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Global negotiations in Copenhagen in 2009 did not make much progress in addressing the critical challenges posed by climate change. Some people argue that information and communications technologies (ICTs) are amongst the most important tools for addressing climate change. At the same time, increased consumption and production of ICTs contribute to harmful emissions and waste. The ICT for development (ICT4D) sector is only just beginning to realise that it needs to consider some of the potential contradictions in its efforts to rapidly expand ICT infrastructure in developing countries. In the developed world, the ubiquitousness of ICTs means that they have become almost invisible – and this “invisibility” extends to their potential for harmful impacts on the environment.

In this context, GISWatch 2010 makes an important contribution as the voice of global civil society, and is aimed at both beginners and experts in the fields of ICTs and climate change, electronic waste (e waste), and the use of ICTs for environmental good generally. The reports in this volume do not take a single point of view on ICTs and environmental sustainability: instead there are counterpoints here, arguments and implicit or explicit disagreements that show a vibrant and critical arena that has started to receive attention once again in recent years. They are, importantly, a rallying cry for ICT4D organisations, consumers of electronics, and government and business stakeholders to pay attention to the environment. Business plans, roll-out agendas, and developmental strategies will, many of these reports argue, have to change for a sustainable future.

Environmental challenges provide an opportunity to place sustainable development at the core of our thinking and practice. Sustainable development involves consideration of economic development, social development and environmental protection. Growth is not always sustainable. Economic growth alone can entrench existing inequalities in access to power and resources, and create new ones, or it can challenge those inequalities: neither is inevitable.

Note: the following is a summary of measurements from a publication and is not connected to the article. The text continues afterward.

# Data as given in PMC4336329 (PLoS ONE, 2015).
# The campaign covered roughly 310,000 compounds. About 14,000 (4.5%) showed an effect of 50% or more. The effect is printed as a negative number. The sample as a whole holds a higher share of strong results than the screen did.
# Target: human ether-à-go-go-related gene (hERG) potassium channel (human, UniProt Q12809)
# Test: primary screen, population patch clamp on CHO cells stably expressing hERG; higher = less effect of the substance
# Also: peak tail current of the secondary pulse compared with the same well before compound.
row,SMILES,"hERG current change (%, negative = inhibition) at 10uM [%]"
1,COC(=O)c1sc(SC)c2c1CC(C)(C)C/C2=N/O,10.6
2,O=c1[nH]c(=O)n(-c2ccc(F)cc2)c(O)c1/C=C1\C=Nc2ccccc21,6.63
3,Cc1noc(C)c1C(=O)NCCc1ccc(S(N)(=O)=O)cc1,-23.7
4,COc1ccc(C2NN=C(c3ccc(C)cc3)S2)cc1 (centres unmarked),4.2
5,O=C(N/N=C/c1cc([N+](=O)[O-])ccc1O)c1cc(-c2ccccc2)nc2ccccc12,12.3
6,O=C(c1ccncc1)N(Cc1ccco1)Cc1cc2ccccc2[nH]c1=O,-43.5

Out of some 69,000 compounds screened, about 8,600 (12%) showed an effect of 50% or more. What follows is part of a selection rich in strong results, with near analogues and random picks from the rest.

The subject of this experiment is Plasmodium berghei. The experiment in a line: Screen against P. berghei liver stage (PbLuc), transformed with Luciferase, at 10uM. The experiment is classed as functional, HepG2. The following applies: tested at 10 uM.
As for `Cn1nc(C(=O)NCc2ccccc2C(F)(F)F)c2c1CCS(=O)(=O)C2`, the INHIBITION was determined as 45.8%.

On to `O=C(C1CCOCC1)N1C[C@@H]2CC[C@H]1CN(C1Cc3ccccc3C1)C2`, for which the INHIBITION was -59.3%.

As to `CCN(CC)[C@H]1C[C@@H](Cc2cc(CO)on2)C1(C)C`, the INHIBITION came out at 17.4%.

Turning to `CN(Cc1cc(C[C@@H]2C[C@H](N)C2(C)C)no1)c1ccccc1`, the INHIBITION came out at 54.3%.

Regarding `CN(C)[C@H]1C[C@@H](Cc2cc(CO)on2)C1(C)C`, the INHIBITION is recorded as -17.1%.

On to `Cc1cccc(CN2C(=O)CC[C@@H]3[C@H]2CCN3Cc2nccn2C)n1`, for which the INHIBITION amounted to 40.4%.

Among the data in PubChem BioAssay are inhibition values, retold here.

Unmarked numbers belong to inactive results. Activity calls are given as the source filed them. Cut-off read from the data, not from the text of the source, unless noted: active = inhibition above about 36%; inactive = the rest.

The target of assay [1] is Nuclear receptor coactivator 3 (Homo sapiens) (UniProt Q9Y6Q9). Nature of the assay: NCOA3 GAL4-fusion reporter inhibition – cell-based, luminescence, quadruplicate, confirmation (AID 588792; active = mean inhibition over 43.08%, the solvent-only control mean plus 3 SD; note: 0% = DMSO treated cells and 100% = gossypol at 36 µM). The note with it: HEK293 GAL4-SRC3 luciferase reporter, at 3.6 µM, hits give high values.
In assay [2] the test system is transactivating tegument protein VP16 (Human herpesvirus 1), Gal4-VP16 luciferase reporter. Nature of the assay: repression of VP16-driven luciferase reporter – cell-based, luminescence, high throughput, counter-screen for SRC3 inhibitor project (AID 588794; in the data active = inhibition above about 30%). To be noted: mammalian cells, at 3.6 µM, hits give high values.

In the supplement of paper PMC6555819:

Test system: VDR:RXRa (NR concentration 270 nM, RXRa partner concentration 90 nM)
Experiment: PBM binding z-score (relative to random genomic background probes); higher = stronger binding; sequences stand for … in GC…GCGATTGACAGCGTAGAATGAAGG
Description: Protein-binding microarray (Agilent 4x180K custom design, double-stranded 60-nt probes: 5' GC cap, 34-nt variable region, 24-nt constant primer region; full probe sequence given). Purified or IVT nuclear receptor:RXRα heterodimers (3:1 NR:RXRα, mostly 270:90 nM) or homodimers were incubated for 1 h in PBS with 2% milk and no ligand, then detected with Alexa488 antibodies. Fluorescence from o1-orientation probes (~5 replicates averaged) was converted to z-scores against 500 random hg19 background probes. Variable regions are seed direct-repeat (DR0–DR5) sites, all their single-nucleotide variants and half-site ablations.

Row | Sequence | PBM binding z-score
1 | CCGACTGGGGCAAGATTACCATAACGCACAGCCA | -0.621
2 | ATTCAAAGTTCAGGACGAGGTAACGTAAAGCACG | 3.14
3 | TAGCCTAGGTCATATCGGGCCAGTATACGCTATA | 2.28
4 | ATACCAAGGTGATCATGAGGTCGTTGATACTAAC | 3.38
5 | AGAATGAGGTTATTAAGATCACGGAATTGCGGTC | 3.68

GISWatch 2010 includes seven thematic reports, dealing with the global ICT footprint, emerging research agendas, sustainability, e waste, smart technologies, green grassroots technologies, and building advocacy networks, as well as an institutional overview and a consideration of green indicators. There is also, as with GISWatch 2009, a mapping section – an exciting new addition to the GISWatch report. This year it offers a comparative analysis of “green” media spheres on the web.

There are six regional reports, from South Asia, East Africa, the Middle East and North Africa, Europe, North America, and Latin America and the Caribbean, which precede 53 individual country reports – five more than last year, despite the relative newness of the topic.

GISWatch aims to make a critical contribution to building a people-centred information society. Its purpose is to stimulate a collaborative approach to policy advocacy and create a common platform where disparate experiences can be shared, and progress – and lack of progress – assessed. Ultimately, it hopes to impact on policy development processes in countries, regions and at a global level.

We hope you find GISWatch 2010 inspiring and challenging.

Anriette Esterhuysen
Director, Association for Progressive Communications (APC)

Manuela Monteiro
Director, Humanist Institute for Cooperation with Developing Countries (Hivos)